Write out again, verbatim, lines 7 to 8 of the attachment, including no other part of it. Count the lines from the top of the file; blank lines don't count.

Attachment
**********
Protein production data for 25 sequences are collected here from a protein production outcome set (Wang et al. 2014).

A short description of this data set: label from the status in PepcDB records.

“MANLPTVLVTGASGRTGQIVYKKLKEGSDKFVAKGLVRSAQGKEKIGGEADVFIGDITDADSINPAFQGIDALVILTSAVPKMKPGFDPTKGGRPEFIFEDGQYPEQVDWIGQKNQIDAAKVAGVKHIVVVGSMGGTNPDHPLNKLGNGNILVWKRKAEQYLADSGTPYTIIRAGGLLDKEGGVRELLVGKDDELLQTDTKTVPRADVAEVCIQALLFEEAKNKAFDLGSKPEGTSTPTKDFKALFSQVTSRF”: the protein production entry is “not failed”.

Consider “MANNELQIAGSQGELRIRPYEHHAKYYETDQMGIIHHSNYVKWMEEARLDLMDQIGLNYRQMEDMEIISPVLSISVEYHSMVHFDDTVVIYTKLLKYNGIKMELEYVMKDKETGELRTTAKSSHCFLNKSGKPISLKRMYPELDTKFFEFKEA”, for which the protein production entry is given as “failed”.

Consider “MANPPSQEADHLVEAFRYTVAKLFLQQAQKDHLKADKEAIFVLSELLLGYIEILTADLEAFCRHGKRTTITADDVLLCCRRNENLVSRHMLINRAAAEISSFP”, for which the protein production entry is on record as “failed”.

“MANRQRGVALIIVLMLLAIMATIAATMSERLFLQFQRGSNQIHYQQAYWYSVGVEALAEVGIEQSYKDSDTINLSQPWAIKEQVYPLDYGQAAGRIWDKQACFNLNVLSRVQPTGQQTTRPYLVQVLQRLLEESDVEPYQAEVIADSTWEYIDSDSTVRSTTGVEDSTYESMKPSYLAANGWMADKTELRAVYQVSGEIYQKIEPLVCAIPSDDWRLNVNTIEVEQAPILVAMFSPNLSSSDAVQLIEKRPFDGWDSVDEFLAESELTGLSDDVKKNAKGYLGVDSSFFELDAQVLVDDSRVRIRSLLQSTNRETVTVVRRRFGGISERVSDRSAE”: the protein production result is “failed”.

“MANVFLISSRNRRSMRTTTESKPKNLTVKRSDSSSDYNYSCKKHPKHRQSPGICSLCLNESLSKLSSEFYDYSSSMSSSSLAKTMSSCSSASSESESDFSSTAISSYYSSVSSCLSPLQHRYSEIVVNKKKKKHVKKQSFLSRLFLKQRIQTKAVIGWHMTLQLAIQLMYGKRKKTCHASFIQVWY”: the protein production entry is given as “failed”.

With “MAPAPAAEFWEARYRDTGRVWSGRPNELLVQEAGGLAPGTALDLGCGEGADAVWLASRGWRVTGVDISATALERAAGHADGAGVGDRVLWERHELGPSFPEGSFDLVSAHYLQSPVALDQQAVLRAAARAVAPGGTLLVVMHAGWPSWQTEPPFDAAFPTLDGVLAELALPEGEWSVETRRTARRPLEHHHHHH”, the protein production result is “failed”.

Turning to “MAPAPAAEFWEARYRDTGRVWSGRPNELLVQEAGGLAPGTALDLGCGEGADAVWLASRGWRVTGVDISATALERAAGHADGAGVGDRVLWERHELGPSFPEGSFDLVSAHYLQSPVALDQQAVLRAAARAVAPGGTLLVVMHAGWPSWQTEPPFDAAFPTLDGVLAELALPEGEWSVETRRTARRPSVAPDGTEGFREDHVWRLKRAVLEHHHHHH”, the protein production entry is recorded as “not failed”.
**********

“MANVFLISSRNRRSMRTTTESKPKNLTVKRSDSSSDYNYSCKKHPKHRQSPGICSLCLNESLSKLSSEFYDYSSSMSSSSLAKTMSSCSSASSESESDFSSTAISSYYSSVSSCLSPLQHRYSEIVVNKKKKKHVKKQSFLSRLFLKQRIQTKAVIGWHMTLQLAIQLMYGKRKKTCHASFIQVWY”: the protein production entry is given as “failed”.

With “MAPAPAAEFWEARYRDTGRVWSGRPNELLVQEAGGLAPGTALDLGCGEGADAVWLASRGWRVTGVDISATALERAAGHADGAGVGDRVLWERHELGPSFPEGSFDLVSAHYLQSPVALDQQAVLRAAARAVAPGGTLLVVMHAGWPSWQTEPPFDAAFPTLDGVLAELALPEGEWSVETRRTARRPLEHHHHHH”, the protein production result is “failed”.